Recently, I found a manufacturer, CNCDIY, that makes affordable desktop CNC routers. They have (at the time of this writing) two very cheap models, the 2520 and the 3040, both under $1000. I decided to buy the 3040 as it has a slightly larger working area and has ball screws instead of trapezoids. According to the manufacturer, the 3040 can mill soft materials like wood, plastic and even aluminum. I would guess milling aluminum is very slow work on a machine like this compared to a "real" milling machine, but this machine should be just perfect for my needs. (Wood, acrylic, PCBs, possibly thin aluminum parts)
So far, I've been quite satisfied with my new CNC router. It seems to be solidly built and fairly accurate. (Note that as I'm still new to CNC, this endorsement should be taken with a grain of salt.)
Of course, there are a few negative points as well:
- No home or limit switches. This means I have to rely on the controller software's (EMC, BTW) soft limits and home the machine manually. Until I build my own home switches, my interim solution is to tape markers to the home positions of each axis. This allows me to home the machine quickly and accurately by eye, if not very precisely.
- No inputs for home or limit switches in the controller box. I'll have to build a parallel port breakout/pass-through board when I add my own home switches.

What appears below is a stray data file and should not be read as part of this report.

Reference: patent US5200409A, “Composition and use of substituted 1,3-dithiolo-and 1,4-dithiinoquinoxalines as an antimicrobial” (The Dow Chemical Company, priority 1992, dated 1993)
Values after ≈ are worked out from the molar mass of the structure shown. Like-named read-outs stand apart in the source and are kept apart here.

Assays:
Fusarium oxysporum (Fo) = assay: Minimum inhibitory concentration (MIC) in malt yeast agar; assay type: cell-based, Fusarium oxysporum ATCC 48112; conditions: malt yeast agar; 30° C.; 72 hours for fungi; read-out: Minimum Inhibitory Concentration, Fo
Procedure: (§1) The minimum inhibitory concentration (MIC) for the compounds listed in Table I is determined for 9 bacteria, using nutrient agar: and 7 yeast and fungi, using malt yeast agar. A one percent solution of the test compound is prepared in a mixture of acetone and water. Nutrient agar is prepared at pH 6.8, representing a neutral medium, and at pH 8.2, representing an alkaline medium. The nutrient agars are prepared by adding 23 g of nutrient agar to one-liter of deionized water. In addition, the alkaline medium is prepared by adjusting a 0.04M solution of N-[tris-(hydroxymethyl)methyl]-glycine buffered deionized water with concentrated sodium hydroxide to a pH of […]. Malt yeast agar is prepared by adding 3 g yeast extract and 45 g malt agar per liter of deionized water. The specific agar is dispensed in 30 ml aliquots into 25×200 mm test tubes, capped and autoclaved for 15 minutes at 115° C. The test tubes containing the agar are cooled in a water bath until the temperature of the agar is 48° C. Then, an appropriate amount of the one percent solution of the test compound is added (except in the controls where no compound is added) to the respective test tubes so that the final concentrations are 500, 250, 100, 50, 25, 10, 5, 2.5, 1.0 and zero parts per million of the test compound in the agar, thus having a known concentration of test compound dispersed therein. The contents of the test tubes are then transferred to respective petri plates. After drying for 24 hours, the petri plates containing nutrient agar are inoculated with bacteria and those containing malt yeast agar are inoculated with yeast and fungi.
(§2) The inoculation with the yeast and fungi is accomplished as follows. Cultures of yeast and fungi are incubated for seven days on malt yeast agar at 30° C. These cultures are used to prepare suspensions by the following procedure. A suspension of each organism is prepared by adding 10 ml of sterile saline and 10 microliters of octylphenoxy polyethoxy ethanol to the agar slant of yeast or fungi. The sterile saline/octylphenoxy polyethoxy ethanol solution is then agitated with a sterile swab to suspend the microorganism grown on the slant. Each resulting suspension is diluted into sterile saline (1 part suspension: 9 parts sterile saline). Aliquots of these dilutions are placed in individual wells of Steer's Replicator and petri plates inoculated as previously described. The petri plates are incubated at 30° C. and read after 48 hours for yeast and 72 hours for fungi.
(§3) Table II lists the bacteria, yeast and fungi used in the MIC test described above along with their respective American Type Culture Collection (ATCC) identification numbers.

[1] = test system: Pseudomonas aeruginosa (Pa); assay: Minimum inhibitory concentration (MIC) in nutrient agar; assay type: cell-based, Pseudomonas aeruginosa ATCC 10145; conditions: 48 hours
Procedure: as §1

- The emergency stop button doesn't actually cut power to anything. I noticed this when I had the estop input inverted and the machine would only run with the button pressed down... Not really a problem as long as you're aware of the behaviour. The real power switches are right next to the button.
Normally I'd like to run the latest OS version, but in this case it doesn't really matter as the computer is not connected to a network and only needs to do two things: Run EMC and copy files off memory sticks.
Edit 11.3.2011: Here is my EMC2 configuration file. The scale is inverted because otherwise the axes would move in wrong directions. If you regenerate the configuration with stepconf, you may need to add the - signs back manually.
Last, some notes on CAD/CAM software. There appears to be a dearth of good (or any) CAD or CAM software for Linux. So far, I've found the following that appear promising:
- LibreCAD: A fork of QCad's GPL version updated for Qt4
- GCode export extension for Inkscape
- mGcodeGenerator: A blender script for GCode export
- Hershey Text: Engraving fonts extension for Inkscape
- PyCAM: A 2D/3D toolpath generator
- OpenSCAD: A programmatic solid modeler